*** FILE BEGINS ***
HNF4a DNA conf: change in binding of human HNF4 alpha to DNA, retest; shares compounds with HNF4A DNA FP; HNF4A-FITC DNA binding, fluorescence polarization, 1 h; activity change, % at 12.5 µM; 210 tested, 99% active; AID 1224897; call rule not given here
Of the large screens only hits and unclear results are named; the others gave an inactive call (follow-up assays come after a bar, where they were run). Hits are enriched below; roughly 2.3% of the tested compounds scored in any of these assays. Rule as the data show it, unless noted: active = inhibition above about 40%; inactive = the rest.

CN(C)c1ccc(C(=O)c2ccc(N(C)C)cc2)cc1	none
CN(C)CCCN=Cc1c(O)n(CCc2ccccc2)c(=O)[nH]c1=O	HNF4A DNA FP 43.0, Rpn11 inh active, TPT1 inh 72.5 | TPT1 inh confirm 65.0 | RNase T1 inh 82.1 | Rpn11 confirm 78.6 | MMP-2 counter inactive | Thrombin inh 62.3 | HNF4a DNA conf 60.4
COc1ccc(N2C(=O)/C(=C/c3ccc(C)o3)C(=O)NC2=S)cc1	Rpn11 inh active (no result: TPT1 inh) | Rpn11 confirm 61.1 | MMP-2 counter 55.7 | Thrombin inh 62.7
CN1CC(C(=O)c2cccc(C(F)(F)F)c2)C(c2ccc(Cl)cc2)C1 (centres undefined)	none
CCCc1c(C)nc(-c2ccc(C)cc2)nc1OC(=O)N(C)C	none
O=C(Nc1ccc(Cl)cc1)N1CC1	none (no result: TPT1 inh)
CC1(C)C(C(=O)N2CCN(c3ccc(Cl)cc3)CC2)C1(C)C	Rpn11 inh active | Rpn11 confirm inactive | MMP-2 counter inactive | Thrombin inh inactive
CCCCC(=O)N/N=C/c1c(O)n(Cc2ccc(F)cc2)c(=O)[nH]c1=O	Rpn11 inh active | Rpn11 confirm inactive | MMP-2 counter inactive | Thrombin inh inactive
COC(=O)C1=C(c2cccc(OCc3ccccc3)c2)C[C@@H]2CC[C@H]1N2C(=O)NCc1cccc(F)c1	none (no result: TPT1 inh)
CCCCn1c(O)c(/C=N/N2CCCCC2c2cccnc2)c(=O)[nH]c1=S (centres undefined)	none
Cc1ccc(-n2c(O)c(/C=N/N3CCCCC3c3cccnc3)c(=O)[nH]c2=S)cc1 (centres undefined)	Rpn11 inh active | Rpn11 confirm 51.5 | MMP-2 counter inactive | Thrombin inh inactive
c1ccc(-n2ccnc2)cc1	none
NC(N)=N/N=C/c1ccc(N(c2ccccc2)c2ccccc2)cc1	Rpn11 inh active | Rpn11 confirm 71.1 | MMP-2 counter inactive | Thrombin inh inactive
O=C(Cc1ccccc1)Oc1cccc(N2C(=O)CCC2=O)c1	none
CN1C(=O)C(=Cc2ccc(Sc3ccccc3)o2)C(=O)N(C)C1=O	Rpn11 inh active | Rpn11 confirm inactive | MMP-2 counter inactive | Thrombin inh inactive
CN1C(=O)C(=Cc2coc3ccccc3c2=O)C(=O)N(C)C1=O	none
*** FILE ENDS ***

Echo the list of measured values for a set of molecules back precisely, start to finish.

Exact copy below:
HNF4a DNA conf: change in binding of human HNF4 alpha to DNA, retest; shares compounds with HNF4A DNA FP; HNF4A-FITC DNA binding, fluorescence polarization, 1 h; activity change, % at 12.5 µM; 210 tested, 99% active; AID 1224897; call rule not given here
Of the large screens only hits and unclear results are named; the others gave an inactive call (follow-up assays come after a bar, where they were run). Hits are enriched below; roughly 2.3% of the tested compounds scored in any of these assays. Rule as the data show it, unless noted: active = inhibition above about 40%; inactive = the rest.

CN(C)c1ccc(C(=O)c2ccc(N(C)C)cc2)cc1	none
CN(C)CCCN=Cc1c(O)n(CCc2ccccc2)c(=O)[nH]c1=O	HNF4A DNA FP 43.0, Rpn11 inh active, TPT1 inh 72.5 | TPT1 inh confirm 65.0 | RNase T1 inh 82.1 | Rpn11 confirm 78.6 | MMP-2 counter inactive | Thrombin inh 62.3 | HNF4a DNA conf 60.4
COc1ccc(N2C(=O)/C(=C/c3ccc(C)o3)C(=O)NC2=S)cc1	Rpn11 inh active (no result: TPT1 inh) | Rpn11 confirm 61.1 | MMP-2 counter 55.7 | Thrombin inh 62.7
CN1CC(C(=O)c2cccc(C(F)(F)F)c2)C(c2ccc(Cl)cc2)C1 (centres undefined)	none
CCCc1c(C)nc(-c2ccc(C)cc2)nc1OC(=O)N(C)C	none
O=C(Nc1ccc(Cl)cc1)N1CC1	none (no result: TPT1 inh)
CC1(C)C(C(=O)N2CCN(c3ccc(Cl)cc3)CC2)C1(C)C	Rpn11 inh active | Rpn11 confirm inactive | MMP-2 counter inactive | Thrombin inh inactive
CCCCC(=O)N/N=C/c1c(O)n(Cc2ccc(F)cc2)c(=O)[nH]c1=O	Rpn11 inh active | Rpn11 confirm inactive | MMP-2 counter inactive | Thrombin inh inactive
COC(=O)C1=C(c2cccc(OCc3ccccc3)c2)C[C@@H]2CC[C@H]1N2C(=O)NCc1cccc(F)c1	none (no result: TPT1 inh)
CCCCn1c(O)c(/C=N/N2CCCCC2c2cccnc2)c(=O)[nH]c1=S (centres undefined)	none
Cc1ccc(-n2c(O)c(/C=N/N3CCCCC3c3cccnc3)c(=O)[nH]c2=S)cc1 (centres undefined)	Rpn11 inh active | Rpn11 confirm 51.5 | MMP-2 counter inactive | Thrombin inh inactive
c1ccc(-n2ccnc2)cc1	none
NC(N)=N/N=C/c1ccc(N(c2ccccc2)c2ccccc2)cc1	Rpn11 inh active | Rpn11 confirm 71.1 | MMP-2 counter inactive | Thrombin inh inactive
O=C(Cc1ccccc1)Oc1cccc(N2C(=O)CCC2=O)c1	none
CN1C(=O)C(=Cc2ccc(Sc3ccccc3)o2)C(=O)N(C)C1=O	Rpn11 inh active | Rpn11 confirm inactive | MMP-2 counter inactive | Thrombin inh inactive
CN1C(=O)C(=Cc2coc3ccccc3c2=O)C(=O)N(C)C1=O	none